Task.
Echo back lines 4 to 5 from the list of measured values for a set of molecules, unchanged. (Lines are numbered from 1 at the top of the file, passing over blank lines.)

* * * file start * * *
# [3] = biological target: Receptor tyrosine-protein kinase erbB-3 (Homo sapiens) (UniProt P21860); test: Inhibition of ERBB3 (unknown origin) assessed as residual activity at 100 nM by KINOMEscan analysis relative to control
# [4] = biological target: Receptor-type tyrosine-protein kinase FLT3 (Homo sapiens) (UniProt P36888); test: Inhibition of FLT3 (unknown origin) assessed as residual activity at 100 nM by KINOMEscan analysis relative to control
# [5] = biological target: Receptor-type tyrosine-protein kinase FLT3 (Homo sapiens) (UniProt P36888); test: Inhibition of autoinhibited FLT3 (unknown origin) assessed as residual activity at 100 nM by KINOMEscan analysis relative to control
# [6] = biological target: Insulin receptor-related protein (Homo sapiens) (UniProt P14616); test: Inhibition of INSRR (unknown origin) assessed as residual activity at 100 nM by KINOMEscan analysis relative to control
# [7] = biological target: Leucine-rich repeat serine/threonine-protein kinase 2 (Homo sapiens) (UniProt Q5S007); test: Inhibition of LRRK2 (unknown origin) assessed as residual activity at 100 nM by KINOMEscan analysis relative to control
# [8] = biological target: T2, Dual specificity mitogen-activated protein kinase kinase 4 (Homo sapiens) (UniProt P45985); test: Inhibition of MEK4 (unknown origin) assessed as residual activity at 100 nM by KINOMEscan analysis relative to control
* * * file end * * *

# [6] = biological target: Insulin receptor-related protein (Homo sapiens) (UniProt P14616); test: Inhibition of INSRR (unknown origin) assessed as residual activity at 100 nM by KINOMEscan analysis relative to control
# [7] = biological target: Leucine-rich repeat serine/threonine-protein kinase 2 (Homo sapiens) (UniProt Q5S007); test: Inhibition of LRRK2 (unknown origin) assessed as residual activity at 100 nM by KINOMEscan analysis relative to control